Well-being: Network / net worth
There's no shame in 'establishing meaningful connections'
I'm slightly allergic to the word 'networking'. It makes me think of laminated name badges and stale salmon blinis. It brings to mind 'networking breakfasts' and insincere small talk. Let's do lunch! Let's not.
Recently, however, I've begun to realise that networking doesn't necessarily have to be inauthentic.
More to the point, I've begun to notice that the people who take the time to widen their circle of acquaintances also open themselves up to many more opportunities.
These people don't attend networking breakfasts. Nor do they furiously self-promote or sycophantically apple-polish.
In fact, they generally don't even use the word 'networking'. They prefer to think of it as 'relationship building' instead.
I know a few master relationship-builders and, without fail, they are the people who have their ear to the ground on the 'hidden job market' - the high percentage of job openings that aren't advertised - just as they are the people who always know someone who knows someone.
What makes this ilk different from 'have a nice day' networkers is that they establish connections wholeheartedly, organically and - crucially - authentically. Put simply, they don't have an ulterior motive.
This type of networker has a generosity of spirit and a genuine interest in people. They wonder how they can help others rather than how others can help them, while trusting that their generosity will be rewarded somewhere along the line.
Keith Ferrazzi, entrepreneur and author of Never Eat Alone, is perhaps the most prolific advocate of this approach. "It's better to give before you receive," he writes. "And never keep score. If your interactions are ruled by generosity, your rewards will follow suit.
"This karma-tinged vision of how things work may sound naïve to those who have grown cynical of the business world," he adds. "But while the power of generosity is not yet fully appreciated, or applied, in the halls of corporate America, its value in the world of networks is proven."
Like many entrepreneurs, Ferrazzi believes we are the sum total of the people we interact with. Robert Kiyosaki, author of the best-selling personal finance book Rich Dad, Poor Dad, is of a similar opinion. He believes that the "richest people in the world look for and build networks" while "everyone else looks for work".
It's easy to forget that people do business with people. Whether we care to admit it or not, we are all more inclined to strike deals with people we have even a vague connection with over those that we don't know at all.
Just think back to all the opportunities that have come your way thus far. How many came via cold calling and CV sending, and how many came via leads within your already established network?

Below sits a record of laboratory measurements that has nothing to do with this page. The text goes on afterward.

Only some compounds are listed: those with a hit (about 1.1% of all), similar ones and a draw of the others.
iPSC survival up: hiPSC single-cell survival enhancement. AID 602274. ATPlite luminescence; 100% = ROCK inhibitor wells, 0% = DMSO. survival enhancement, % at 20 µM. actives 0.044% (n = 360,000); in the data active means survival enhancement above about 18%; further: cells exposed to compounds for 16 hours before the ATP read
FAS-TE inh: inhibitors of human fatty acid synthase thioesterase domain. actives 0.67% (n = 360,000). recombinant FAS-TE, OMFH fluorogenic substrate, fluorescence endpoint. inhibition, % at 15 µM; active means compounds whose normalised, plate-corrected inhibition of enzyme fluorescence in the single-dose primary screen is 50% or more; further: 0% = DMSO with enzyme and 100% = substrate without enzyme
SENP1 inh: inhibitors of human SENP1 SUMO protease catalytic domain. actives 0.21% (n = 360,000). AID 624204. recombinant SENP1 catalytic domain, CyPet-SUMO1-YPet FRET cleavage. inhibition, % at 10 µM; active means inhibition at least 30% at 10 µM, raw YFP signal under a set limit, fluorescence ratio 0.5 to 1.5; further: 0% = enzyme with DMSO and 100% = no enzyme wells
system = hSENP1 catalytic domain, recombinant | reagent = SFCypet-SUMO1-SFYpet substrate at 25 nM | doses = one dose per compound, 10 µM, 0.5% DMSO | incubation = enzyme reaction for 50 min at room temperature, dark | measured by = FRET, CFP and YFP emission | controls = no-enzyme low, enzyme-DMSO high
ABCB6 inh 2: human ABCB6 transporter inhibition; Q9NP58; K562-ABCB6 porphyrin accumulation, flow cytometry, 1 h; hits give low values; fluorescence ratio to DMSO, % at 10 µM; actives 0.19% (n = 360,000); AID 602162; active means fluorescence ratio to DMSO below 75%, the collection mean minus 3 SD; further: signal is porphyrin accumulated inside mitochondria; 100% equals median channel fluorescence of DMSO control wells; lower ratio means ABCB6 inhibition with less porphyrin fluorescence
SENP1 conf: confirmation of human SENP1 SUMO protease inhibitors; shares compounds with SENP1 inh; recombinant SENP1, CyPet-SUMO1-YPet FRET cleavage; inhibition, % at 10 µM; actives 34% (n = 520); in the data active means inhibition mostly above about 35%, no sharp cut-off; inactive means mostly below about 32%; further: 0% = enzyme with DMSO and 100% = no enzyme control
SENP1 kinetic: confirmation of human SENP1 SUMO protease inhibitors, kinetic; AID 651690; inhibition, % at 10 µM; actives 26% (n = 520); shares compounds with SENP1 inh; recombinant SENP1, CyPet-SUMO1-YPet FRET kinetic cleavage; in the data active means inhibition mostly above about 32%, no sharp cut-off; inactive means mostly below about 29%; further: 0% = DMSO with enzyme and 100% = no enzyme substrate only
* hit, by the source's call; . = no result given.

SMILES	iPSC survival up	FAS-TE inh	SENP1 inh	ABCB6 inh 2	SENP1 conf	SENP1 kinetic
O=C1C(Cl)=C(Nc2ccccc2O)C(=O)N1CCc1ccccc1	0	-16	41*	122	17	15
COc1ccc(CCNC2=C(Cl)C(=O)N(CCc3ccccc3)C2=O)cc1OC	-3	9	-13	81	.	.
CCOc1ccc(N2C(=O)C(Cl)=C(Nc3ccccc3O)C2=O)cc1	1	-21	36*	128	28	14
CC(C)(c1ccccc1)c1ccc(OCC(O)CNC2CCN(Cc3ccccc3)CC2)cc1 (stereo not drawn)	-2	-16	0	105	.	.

Ferrazzi had an epiphany when he realised poverty wasn't just a lack of financial resources. "It was isolation from the kind of people who could help you make more of yourself." Or, as business mentors the world over say: "Your network is your net worth."
Even so, many of us are still wary of networking. It makes us feel disingenuous at best, vulnerable at worst. It reminds us of the people who hand out their business card at any given opportunity and look over your shoulder for someone more important at social functions.
How do you build a network when you're more inclined to keep yourself to yourself; when you're too proud to ask for a favour and when you would rather hide in the toilets than engage in small talk at an event?
The first step is not to think of it as networking or, worse, 'working a room'. Think of it as 'establishing meaningful connections' instead.
Remember too that we were all natural networkers only a couple of decades ago. We asked the local shopkeeper for credit and we had no shame about knocking on our neighbour's door with an empty milk jug.
In many ways, authentic networkers continue to promote these values. They believe in the power of community and the idea of helping their neighbour. They expand their network easily because they aren't doing it disingenuously.
Self-help author Susan RoAne says "good things come to those who initiate". This makes sense, yet what use is the connection if you don't resonate? If your only interest in a person concerns what they can do for you, then it isn't a sincere connection at all.
The next step is utilising your network. The trick is to be specific. Instead of asking someone to keep you in mind for opportunities, ask them to introduce you to 'X' person or let you know if 'Y' job comes up.
Likewise, if you have access to expert knowledge, use it. Nine times out of 10, people will do everything they can to help.
"Relationships are all there is," writes Ferrazzi. "Everything in the universe only exists because it is in relationship to everything else. Nothing exists in isolation. We have to stop pretending we are individuals that can go it alone."
If you're the type of person who would prefer to suffer in silence than ask for help, perhaps it's time you stopped trying to build wealth and started trying to build rapport instead.
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